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Liberia: GOL, Golden Veroleum in US$1.6bn negotiation
Published: 12 Jan 2010
Posted in:  Indonesia | Liberia | Singapore
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Mr. Boakai in handshake with Mr. Matt Karinen of Golden Veroleum Resources (Photo: Liberian Observer)

Liberian Observer | 12 Jan 2010

By George D. Kennedy

MONROVIA – Indonesian global palm oil giant, Golden Agri-Veroleum, and the Inter-ministerial Concession Committee (IMCC) of the Government of Liberia (GOL) have began negotiating what could be the biggest investment in Liberia’s agriculture industry.

Veroleum has applied to invest more than US$1.6 billion dollars on more than 240,000 hectares of oil palm to boost the country’s oil palm sector.

If approved, the investment will take place in southeastern Liberia, specifically in Sinoe, Grand Kru and Maryland counties.

Golden Agri Resources is the largest palm oil operator in Indonesia and the second largest in the world, with operations in China.

The company belongs to the Sinar Mas Group, one of the leading business groups in Indonesia, with major assets in pulp and paper, palm oil, property and telecom. GoldenVeroleum is also a member of the Singapore listed Golden Agri-Resources Company in Asia.

Last week, the company sent a high-powered delegation to Liberia to follow up on last year’s discussion with a Liberian IMCC delegation that visited Indonesia.

Upon arrival into the country, the Indonesian investors met with Liberia’s Vice President, Joseph N. Boakai, at his Capitol Hill offices in Monrovia.

The Vice President said the proposed investment would provide the needed employment opportunities in southeastern Liberia.

A statement issued by Boakai's office on January 5, 2010, noted his observation that the southeast has attractive investment opportunities and prospects, and that the Golden Veroleum investment will be a very positive one for Liberia.

“Employment and job creation have been difficult in the southeast; so we are very keen on this investment. You have our full support,” Boakai assured the Golden Veroleum officials. “Despite all problems we are confronted with, we are definitely committed to addressing the critical challenges in the southeast,” he added.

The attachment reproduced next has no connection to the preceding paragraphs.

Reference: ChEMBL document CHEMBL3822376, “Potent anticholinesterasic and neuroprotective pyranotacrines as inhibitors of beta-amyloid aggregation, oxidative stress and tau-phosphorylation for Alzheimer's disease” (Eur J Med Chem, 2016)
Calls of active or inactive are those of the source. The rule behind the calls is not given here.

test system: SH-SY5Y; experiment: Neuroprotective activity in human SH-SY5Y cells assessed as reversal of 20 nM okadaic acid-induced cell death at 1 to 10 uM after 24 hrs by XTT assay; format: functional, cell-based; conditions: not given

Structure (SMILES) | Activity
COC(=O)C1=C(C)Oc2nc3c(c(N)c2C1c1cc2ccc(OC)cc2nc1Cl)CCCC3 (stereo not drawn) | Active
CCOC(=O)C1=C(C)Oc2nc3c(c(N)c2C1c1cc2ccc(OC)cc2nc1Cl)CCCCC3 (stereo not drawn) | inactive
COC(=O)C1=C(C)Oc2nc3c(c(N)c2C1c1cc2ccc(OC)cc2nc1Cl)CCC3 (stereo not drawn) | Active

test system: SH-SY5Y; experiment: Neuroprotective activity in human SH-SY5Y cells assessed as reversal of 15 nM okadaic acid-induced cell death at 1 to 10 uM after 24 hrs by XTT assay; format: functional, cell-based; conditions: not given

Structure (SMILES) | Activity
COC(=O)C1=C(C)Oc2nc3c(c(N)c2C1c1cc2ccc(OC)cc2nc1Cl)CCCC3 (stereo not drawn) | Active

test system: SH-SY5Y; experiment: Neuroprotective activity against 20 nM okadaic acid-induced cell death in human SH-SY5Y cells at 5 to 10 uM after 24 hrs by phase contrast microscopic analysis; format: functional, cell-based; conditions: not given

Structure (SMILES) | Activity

Briefing the Liberian Vice President, the head of the delegation, Matt Karinen said his company’s vision for Liberia is to cultivate over 240,000 hectares of oil palm in Grand Kru, Sinoe and Maryland Counties, (including 40,000 hectares via out growers), with the goal of producing more than one million tons of palm oil per annum.

He said the company will provide direct employment for an estimated 40,000 persons, as well as develop infrastructure, train out growers and provide them low cost seedlings for cultivation and production of final brand of consumer products for local consumption and export to Economic Community of West African States (ECOWAS) countries.

“The investment will also fully follow the government’s environmental master plan and standards,” Karinen assured the Liberian Vice President.

He disclosed that Veroleum will need to use the rehabilitated ports of Greenville and Harper for the export of oil palm products and import of needed materials.

The Veroleum official expressed optimism that his company as well as other palm oil producing entities such as Equatorial Palm Oil and Sime Darby can transform Liberia into one of the major producers of palm oil in the world for export and to meet domestic needs.

Karinen and his colleague, David Rothschild, were in the country last week holding discussions with officials of the Ministry of Agriculture, Environmental Protection Agency, National Investment Commission (NIC) and other relevant government agencies.

In remarks during the meeting, Rothschild said he was impressed with the transformation taking place in post-war Liberia, noting that he has seen considerable increase in building and in commercial ventures in the capital since he started coming to the country about 15 months ago.

They expressed optimism that the company would begin operations in Liberia in six months, and hoped the legislature would speed up ratification of their concession agreement.

Karinen pledged that his company would forge a symbiotic (mutually beneficial) relationship with small farmers (otherwise known as out growers), training them, supplying them low cost seeds and other materials and integrating them in farmer cooperatives while providing them with loans.

He also challenged the Liberian government to take advantage of the country’s rich soil and ideal climate to transform the lives of its citizens as has been the case in Indonesia and Malaysia.



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